Berlin To Seek Open Space Funds

BERLIN – Berlin elected officials voted to pursue Program Open Space (POS) funds for four town park projects this year, making up for two years of letting the grant money sit unused.

The town has been assigned $247,000 in POS funds in the last two years but has not taken advantage of it to date.

Worcester County passes Maryland Program Open Space funds through to its municipalities, which most counties do not do, but funds unused by Berlin, Snow Hill, and Pocomoke City will revert back to the county if not encumbered this summer.

The long delayed Parks Master Plan heads Berlin’s open space projects list. The plan would collect data on the infrastructure and physical make up of the parks, survey public use, and solicit public input, to determine future uses and development of Berlin’s green public spaces.

With an estimate of $23,500 for the work from a local planning company, grants administrator Mary Bohlen told the Berlin Town Council that she will ask for $25,000 in POS grant funds, which will cover minor changes in the price.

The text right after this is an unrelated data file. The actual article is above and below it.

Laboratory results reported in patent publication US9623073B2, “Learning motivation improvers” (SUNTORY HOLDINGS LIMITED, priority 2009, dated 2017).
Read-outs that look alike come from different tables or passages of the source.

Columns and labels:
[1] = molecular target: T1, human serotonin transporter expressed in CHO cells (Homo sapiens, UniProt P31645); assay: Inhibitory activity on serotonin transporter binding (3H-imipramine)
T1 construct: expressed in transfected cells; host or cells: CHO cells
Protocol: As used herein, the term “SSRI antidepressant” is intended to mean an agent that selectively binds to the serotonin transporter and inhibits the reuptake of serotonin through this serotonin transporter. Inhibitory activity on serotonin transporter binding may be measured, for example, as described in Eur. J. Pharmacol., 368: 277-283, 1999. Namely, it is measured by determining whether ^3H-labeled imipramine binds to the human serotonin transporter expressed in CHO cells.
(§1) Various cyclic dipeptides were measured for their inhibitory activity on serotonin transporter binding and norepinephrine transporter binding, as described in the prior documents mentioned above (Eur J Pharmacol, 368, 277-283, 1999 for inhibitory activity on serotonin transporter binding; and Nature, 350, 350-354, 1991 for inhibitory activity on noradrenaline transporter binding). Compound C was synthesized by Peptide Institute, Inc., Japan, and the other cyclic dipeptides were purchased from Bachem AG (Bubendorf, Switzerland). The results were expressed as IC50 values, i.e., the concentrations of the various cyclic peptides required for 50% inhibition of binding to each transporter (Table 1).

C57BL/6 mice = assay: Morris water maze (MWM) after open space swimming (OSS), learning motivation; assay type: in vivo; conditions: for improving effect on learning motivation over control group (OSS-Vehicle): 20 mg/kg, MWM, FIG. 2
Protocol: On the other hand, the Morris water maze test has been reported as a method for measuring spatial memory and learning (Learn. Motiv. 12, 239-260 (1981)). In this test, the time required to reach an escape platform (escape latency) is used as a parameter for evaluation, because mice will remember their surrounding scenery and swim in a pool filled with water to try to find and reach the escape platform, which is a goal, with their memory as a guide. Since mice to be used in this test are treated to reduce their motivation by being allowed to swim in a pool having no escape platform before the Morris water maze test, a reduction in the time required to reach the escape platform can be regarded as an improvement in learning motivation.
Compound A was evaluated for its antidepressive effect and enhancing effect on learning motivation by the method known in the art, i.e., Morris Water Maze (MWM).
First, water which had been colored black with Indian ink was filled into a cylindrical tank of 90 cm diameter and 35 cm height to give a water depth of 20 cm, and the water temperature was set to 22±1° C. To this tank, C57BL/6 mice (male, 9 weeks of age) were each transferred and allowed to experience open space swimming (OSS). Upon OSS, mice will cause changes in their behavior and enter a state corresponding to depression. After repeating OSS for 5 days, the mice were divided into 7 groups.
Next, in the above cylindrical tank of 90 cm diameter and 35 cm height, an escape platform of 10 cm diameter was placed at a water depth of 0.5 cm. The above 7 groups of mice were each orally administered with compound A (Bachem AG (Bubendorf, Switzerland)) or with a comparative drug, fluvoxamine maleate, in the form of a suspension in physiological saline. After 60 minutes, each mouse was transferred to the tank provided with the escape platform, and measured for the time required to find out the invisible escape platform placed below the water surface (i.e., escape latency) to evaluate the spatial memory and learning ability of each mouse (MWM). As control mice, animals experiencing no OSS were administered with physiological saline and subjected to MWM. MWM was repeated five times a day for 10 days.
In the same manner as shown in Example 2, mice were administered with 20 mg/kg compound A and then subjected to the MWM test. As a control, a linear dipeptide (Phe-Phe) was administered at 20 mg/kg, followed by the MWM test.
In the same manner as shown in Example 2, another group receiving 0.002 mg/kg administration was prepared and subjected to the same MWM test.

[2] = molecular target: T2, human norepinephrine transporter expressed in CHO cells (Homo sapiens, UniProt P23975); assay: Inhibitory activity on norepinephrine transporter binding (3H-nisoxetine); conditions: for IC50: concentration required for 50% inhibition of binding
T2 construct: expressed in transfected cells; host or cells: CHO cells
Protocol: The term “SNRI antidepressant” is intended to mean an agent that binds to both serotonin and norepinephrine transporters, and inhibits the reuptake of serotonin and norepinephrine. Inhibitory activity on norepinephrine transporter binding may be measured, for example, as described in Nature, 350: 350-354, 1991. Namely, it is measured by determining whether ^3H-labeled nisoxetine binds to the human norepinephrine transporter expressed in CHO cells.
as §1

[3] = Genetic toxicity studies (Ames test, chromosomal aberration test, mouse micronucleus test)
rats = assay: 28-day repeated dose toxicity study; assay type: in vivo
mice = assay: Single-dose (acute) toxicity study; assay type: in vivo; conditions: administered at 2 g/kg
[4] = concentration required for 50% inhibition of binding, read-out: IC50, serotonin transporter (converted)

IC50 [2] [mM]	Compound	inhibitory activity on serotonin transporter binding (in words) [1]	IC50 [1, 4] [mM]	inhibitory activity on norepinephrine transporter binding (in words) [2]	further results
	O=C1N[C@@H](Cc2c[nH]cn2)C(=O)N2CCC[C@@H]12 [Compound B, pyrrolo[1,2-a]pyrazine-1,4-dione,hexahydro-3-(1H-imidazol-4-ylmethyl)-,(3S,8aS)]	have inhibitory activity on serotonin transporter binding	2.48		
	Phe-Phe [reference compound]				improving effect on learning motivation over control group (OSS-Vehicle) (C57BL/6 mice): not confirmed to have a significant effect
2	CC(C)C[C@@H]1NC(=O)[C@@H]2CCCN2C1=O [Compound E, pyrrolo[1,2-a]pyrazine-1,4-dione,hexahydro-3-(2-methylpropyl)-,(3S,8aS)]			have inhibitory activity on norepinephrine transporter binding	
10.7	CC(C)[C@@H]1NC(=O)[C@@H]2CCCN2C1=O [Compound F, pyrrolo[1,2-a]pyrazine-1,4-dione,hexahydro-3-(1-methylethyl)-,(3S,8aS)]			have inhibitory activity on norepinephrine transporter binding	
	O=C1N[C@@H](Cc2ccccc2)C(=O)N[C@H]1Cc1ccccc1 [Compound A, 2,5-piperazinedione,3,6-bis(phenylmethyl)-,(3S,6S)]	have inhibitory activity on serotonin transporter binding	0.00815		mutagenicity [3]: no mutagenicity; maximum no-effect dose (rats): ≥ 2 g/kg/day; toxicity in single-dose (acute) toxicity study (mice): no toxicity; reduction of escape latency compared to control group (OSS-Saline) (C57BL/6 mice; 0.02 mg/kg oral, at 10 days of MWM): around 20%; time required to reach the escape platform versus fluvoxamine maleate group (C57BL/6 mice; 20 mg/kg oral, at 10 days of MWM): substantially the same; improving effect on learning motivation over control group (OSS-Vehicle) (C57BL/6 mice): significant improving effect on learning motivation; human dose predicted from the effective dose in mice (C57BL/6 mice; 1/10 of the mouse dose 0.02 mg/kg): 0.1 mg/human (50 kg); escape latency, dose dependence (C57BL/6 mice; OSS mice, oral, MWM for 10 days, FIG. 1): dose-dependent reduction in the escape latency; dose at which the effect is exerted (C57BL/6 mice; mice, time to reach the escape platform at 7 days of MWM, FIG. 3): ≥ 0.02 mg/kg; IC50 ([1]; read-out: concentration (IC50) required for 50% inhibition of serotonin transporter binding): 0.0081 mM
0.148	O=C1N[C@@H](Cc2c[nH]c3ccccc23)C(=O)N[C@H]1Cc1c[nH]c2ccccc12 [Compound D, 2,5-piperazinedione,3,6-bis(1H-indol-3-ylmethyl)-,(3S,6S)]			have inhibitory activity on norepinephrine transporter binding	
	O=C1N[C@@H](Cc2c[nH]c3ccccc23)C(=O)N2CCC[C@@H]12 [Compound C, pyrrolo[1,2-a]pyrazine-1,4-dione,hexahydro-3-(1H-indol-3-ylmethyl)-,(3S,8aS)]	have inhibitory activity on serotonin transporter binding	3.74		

POS money may only be used for planning work once a year by each county, and until this year, Worcester County has taken advantage of that slot. Funding is meant for park development and parkland purchases.

Bohlen said the town would also pursue $10,000 for nature trail signs and a picnic area in Stephen Decatur Park.

Staff is still working on a partnership with a state agency to create the content of the signs, describing flora and fauna, to be submitted to a sign maker.

The Stephen Decatur Park playground will also see the largest and oldest apparatus replaced, if the grant request for $210,000 is approved.

Plans also call for the addition of fitness trail stations to the new scrap tire path now under construction at Stephen Decatur Park.

The $30,000 in POS money would cover the stationary pieces of equipment and instructional signs.

The Berlin Parks Commission has wanted to add a senior fitness trail to Stephen Decatur Park and the exercise stations would fulfill that desire, Bohlen said.

Williams inquired about the chances the grants will be approved.

“We’ve never had a [POS] grant disapproved,” Bohlen said. “Sometimes it can take a little while.”

The town should hear decisions on the requests by the fall, she said.

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